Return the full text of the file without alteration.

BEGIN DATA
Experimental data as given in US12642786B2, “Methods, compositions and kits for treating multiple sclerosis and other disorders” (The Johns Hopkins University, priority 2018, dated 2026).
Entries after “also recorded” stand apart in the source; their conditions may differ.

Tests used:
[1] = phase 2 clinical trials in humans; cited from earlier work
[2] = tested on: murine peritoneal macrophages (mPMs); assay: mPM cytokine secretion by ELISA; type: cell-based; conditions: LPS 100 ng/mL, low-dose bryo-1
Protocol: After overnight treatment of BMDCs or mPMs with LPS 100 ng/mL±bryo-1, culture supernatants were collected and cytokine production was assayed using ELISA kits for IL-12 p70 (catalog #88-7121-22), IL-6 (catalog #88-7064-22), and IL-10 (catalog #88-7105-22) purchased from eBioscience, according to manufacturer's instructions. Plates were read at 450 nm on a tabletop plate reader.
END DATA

Experimental data as given in US12642786B2, “Methods, compositions and kits for treating multiple sclerosis and other disorders” (The Johns Hopkins University, priority 2018, dated 2026).
Entries after “also recorded” stand apart in the source; their conditions may differ.

Tests used:
[1] = phase 2 clinical trials in humans; cited from earlier work
[2] = tested on: murine peritoneal macrophages (mPMs); assay: mPM cytokine secretion by ELISA; type: cell-based; conditions: LPS 100 ng/mL, low-dose bryo-1
Protocol: After overnight treatment of BMDCs or mPMs with LPS 100 ng/mL±bryo-1, culture supernatants were collected and cytokine production was assayed using ELISA kits for IL-12 p70 (catalog #88-7121-22), IL-6 (catalog #88-7064-22), and IL-10 (catalog #88-7105-22) purchased from eBioscience, according to manufacturer's instructions. Plates were read at 450 nm on a tabletop plate reader.